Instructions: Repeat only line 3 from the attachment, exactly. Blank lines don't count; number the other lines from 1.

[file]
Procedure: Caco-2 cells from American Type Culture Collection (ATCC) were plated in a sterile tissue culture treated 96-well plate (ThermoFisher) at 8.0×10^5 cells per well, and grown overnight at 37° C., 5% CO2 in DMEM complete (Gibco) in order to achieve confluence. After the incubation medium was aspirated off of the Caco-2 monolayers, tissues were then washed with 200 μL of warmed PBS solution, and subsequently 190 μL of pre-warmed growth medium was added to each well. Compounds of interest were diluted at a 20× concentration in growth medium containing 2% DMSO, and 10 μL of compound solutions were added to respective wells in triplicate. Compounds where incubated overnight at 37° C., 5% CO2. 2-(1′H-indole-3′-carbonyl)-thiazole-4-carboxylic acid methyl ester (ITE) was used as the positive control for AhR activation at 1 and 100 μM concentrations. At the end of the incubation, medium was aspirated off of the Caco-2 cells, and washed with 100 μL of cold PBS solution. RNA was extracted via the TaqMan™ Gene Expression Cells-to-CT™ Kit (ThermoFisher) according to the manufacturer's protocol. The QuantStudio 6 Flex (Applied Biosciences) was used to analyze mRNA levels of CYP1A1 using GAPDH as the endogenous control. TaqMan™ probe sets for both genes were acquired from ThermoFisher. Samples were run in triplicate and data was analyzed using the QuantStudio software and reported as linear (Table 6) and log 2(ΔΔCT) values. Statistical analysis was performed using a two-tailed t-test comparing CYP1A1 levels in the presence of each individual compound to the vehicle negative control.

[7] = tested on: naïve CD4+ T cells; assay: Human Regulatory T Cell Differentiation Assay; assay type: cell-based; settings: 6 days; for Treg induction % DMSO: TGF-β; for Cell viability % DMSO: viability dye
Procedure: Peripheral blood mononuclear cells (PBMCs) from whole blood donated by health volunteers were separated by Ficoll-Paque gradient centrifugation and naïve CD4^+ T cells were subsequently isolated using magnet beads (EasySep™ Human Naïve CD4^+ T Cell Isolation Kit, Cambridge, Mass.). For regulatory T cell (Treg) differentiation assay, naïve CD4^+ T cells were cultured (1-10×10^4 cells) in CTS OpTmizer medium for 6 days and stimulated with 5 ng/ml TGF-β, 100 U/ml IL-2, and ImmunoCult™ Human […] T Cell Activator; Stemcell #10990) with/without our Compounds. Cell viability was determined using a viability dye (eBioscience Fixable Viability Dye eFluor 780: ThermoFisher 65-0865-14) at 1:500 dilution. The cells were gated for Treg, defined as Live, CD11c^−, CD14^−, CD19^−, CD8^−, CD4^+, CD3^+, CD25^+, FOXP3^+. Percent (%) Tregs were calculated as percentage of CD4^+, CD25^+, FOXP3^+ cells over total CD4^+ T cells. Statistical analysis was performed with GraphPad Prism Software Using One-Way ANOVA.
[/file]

Procedure: Peripheral blood mononuclear cells (PBMCs) from whole blood donated by health volunteers were separated by Ficoll-Paque gradient centrifugation and naïve CD4^+ T cells were subsequently isolated using magnet beads (EasySep™ Human Naïve CD4^+ T Cell Isolation Kit, Cambridge, Mass.). For regulatory T cell (Treg) differentiation assay, naïve CD4^+ T cells were cultured (1-10×10^4 cells) in CTS OpTmizer medium for 6 days and stimulated with 5 ng/ml TGF-β, 100 U/ml IL-2, and ImmunoCult™ Human […] T Cell Activator; Stemcell #10990) with/without our Compounds. Cell viability was determined using a viability dye (eBioscience Fixable Viability Dye eFluor 780: ThermoFisher 65-0865-14) at 1:500 dilution. The cells were gated for Treg, defined as Live, CD11c^−, CD14^−, CD19^−, CD8^−, CD4^+, CD3^+, CD25^+, FOXP3^+. Percent (%) Tregs were calculated as percentage of CD4^+, CD25^+, FOXP3^+ cells over total CD4^+ T cells. Statistical analysis was performed with GraphPad Prism Software Using One-Way ANOVA.